Hidden economy monitoring group, Ireland


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This case example describes the role of the ‘Hidden economy monitoring group’ in tackling undeclared work. The group is part of a broader legal employment rights framework concluded by the government and the social partners under Ireland’s social partnership agreements. It has been accompanied by a number of other measures designed to tackle the informal economy, including the enactment of the Employment Law Compliance Bill.



The ‘Hidden economy monitoring group’ was established to help reduce the level of undeclared work in Ireland. It was agreed under Ireland’s social partnership framework. In relation to the general context regarding undeclared work in Ireland, while recognising the broad level of compliance with employment rights across the economy in general, the Irish government and social partners are nevertheless committed to securing better compliance with legal requirements, underpinned by adequate enforcement. The topic of undeclared work has received considerable attention in tripartite national-level bargaining in Ireland, particularly in recent years. Ireland’s 10-year national social partnership agreement, Towards 2016 (2.86Mb PDF) – which has since been reviewed in the Transition Agreement – includes a number of specific commitments in relation to employment status as well as the ‘hidden’ or informal economy.

The Hidden economy monitoring group is made up of representatives of Ireland’s tax authorities the Office of the Revenue Commissioners, the Department of Social and Family Affairs, the Irish Congress of Trade Unions (ICTU), the Irish Business and Employers’ Confederation (IBEC), the Small Firms’ Association (SFA) and the Construction Industry Federation (CIF).


The Hidden economy monitoring group is essentially an advisory/monitoring group, whose main objective is to promote more effective ways of combating activities in the informal economy by monitoring developments and reviewing the effectiveness of measures to combat tax evasion and social welfare fraud. The terms of reference for the Hidden economy monitoring group are as follows: ‘to provide a forum for the exchange of views on the effectiveness of measures introduced in combating the “black economy” between the Revenue Commissioners and Department of Social and Family Affairs and representatives of employers, trade unions and the construction industry’.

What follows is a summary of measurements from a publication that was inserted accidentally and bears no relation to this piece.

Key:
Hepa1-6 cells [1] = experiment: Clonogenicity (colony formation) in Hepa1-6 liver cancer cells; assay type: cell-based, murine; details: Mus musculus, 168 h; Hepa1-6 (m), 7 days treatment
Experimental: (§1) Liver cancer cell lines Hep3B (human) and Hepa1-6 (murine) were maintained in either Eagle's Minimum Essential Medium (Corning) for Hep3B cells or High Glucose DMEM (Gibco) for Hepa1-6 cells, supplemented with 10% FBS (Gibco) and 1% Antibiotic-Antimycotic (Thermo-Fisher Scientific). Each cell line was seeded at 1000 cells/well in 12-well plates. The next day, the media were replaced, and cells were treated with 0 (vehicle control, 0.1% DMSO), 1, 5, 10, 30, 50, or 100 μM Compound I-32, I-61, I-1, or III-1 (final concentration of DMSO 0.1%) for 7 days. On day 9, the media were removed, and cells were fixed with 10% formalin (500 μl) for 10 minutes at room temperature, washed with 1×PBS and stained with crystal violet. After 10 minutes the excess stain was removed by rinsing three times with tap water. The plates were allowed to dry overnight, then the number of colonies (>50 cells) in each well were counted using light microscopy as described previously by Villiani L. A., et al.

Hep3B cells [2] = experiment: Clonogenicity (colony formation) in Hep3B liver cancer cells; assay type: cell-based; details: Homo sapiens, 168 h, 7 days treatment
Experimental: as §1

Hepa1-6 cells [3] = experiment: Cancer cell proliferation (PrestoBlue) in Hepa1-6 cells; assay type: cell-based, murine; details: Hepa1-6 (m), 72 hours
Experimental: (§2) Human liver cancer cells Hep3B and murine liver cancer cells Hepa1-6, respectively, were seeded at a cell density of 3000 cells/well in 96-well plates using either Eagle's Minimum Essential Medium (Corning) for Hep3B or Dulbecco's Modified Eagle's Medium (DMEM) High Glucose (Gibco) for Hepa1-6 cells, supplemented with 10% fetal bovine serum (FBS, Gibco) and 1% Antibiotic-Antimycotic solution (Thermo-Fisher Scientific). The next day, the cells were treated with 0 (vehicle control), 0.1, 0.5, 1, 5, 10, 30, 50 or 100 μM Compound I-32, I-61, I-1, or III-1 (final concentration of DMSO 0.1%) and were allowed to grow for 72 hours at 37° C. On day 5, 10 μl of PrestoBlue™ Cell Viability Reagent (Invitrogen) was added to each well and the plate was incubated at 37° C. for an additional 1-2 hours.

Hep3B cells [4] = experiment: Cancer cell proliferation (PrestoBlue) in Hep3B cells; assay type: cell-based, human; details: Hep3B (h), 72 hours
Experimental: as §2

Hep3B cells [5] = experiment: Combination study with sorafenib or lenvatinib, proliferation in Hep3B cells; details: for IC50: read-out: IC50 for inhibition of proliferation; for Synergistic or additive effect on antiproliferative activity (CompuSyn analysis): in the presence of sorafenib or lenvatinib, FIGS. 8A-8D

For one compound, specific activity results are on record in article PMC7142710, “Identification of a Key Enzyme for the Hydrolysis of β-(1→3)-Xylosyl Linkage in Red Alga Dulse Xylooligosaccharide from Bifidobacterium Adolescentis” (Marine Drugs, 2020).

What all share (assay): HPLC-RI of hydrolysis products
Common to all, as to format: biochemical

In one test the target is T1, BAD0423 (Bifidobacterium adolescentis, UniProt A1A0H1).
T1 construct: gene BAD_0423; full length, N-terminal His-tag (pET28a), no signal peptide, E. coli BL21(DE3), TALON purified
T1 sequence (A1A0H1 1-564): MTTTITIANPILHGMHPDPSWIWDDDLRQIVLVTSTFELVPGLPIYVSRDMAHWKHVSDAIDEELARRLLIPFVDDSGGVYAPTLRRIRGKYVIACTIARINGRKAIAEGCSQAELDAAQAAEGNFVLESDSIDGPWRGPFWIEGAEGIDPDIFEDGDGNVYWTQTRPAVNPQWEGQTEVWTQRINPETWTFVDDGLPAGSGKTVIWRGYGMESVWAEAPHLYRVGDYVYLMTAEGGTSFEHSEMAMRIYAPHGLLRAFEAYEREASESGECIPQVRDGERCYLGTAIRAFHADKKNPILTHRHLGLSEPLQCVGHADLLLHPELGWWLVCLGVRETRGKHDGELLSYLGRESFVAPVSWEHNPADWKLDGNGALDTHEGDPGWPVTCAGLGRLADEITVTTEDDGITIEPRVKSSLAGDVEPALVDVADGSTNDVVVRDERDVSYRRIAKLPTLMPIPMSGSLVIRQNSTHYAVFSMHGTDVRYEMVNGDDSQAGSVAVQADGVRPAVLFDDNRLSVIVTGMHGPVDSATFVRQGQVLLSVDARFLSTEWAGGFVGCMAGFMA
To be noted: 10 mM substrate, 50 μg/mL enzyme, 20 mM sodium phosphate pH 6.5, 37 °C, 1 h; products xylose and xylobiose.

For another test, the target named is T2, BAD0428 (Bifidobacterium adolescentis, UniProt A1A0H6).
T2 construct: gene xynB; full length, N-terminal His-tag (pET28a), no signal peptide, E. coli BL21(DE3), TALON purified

Specific measures

The government and the social partners agreed under ‘Towards 2016’ to continue to expand the role of the Hidden economy monitoring group – which was connected to a growing recognition of the need to tackle undeclared work. Furthermore, the government and social partners, including peak level employer and trade union representatives, have agreed under ‘Towards 2016’ to review the application of the existing Code of Practice on employee status, in order to bring greater clarity to employee or self-employed status and with a view to more effective implementation.

In addition, ‘Towards 2016’ contains a number of other measures designed to tackle problems associated with the hidden or informal economy. It is intended that these measures will complement the work of the Hidden economy monitoring group. In particular, the Irish government and the social partners reached agreement on the Employment Law Compliance Bill 2008. The government committed itself to enacting the bill before the end of 2008 following further detailed consultations with the social partners. The main objectives of the new legal provisions are as follows:

  • to place the new National Employment Rights Authority (NERA) on a statutory footing by appointing a Director of NERA (within the Department of Enterprise, Trade and Employment), dedicated to employment rights compliance, and assigning a tripartite Advisory Board;